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For more than two centuries, Pack Square has marked the center of downtown. As Asheville has grown from a small country town to a metropolitan area, Vance Monument and the fountain on Pack Square have remained icons of the bustling city. Visit the art museum, sit and enjoy a mocha latte, have dinner at an outdoor café and people-watch as visitors and residents alike are drawn to the sounds of live music drifting from surrounding restaurants and clubs. The city's Renaissance Plan for the square assures a promising future.
One of the crown jewels of Asheville, Biltmore Estate seamlessly chronicles the legendary lineage of the Vanderbilts. Nestled in the sprawling Blue Ridge Mountains, the house was built between 1889 and 1895 by architect Richard Morris Hunt as the summer estate of George Washington Vanderbilt II. At its heart is the Biltmore House, a four-story mansion inspired by the Châteauesque architectural style in France and England, which is an iconic vestige of the Gilded Age. With 250 rooms encompassing 8000 acres (3237 hectares), it is one of the biggest private homes in the country. Replete with furniture, artwork and antiques which only exude grandeur, the house shelters an array of opulent spaces like the enormous Banquet Hall and George Vanderbilt's master bedroom. Perhaps one of the highlights of the house is the extra-ordinary detailing which resides in its recesses. Complete with carved paneling, gilded ornamentation and intricate ceiling work, this grandiose house is a canopy of unabashed magnificence fused with elegance. Fronting the house are the marvelous gardens which have been modeled on Victorian landscaping principles, complete with delightful foliage and blooming, vibrant flowers. Designated a National Historic Landmark, the house also harbors restaurants, shops, an inn and a gorgeous winery and a rooftop which affords breathtaking views of its surrounding environs.
The Blue Ridge Parkway is one of the most traveled in the US National Park system. The scenic thoroughfare is 470 miles long and passes through the mountains of the Shenandoah to the Great Smoky Mountains in Western North Carolina. Some of the more popular stops in the area are Linville Gorge, Craggy Gardens and Graveyard Fields.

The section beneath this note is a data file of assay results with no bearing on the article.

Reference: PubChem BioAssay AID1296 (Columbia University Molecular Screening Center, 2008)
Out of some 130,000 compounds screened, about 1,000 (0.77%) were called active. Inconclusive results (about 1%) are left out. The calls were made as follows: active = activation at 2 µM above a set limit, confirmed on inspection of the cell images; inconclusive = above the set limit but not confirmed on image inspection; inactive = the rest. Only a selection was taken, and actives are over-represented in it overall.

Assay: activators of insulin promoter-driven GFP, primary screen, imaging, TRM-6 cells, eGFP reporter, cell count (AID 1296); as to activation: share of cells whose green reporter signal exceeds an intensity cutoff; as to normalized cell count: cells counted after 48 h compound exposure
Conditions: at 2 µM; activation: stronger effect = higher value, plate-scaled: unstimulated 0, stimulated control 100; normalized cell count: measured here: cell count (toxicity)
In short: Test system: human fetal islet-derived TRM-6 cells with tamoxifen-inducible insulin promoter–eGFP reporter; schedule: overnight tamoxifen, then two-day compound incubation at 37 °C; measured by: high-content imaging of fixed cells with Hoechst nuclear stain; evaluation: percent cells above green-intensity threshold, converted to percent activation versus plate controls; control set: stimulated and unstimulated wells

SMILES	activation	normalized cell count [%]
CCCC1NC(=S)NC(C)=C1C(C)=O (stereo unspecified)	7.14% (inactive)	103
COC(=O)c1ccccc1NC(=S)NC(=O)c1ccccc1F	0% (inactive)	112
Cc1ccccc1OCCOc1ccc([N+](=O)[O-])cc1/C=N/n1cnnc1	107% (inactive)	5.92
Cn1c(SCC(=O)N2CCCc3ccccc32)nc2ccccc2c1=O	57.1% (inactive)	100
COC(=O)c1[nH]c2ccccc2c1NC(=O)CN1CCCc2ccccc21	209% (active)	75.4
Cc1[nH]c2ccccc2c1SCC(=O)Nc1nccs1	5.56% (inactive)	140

Chimney Rock Park is an American heritage site and a popular destination for nature-lovers, who may recognize some of the landscape from scenes in the movie The Last of the Mohicans (1992). This 1000 acre park with its hiking trails, magnificent hill-top views and a 404-foot (123-meter) waterfall makes any trip an unforgettable experience. Some of the finest attractions are the 315 foot Chimney Hill with its 75-mile (121-kilometer) panoramic view, the Hickory Nut Falls, the Opera Box and the several caves. The top of Chimney Rock itself is accessible by stairways and bridges, as well as a 26-story elevator that was built directly inside the mountain. The admission fees are USD14 for adults, USD6 for children (6-15 years) and children under 6 years are admitted at no charge. There are also discounts for groups of 20 or more; see website for more information.
The river is calling. French Broad Rafting Company offers river sports for all ages and all levels of water experience. If you're after thrills, go on one of the whitewater excursions. There are two levels: calm water (an introduction) and faster rapids. Both offer an experienced guide to lead and all equipment and refreshments are provided. Trips last 3 to 4 hours. Canoes, funkyaks and rafts are available to rent and use on a calmer section. With no guide, trips last about 3 hours. Call for details.
There is much fun to be had in them there hills of the Blue Ridge Mountains. If the natural beauty of the mountains is not enough to keep you busy with sightseeing, then check out all there is to do at The Cradle of Forestry. There are guided tours, restored historic buildings, exhibits, a gift shop and more. Kids will certainly enjoy seeing the restored locomotive and wandering the forest.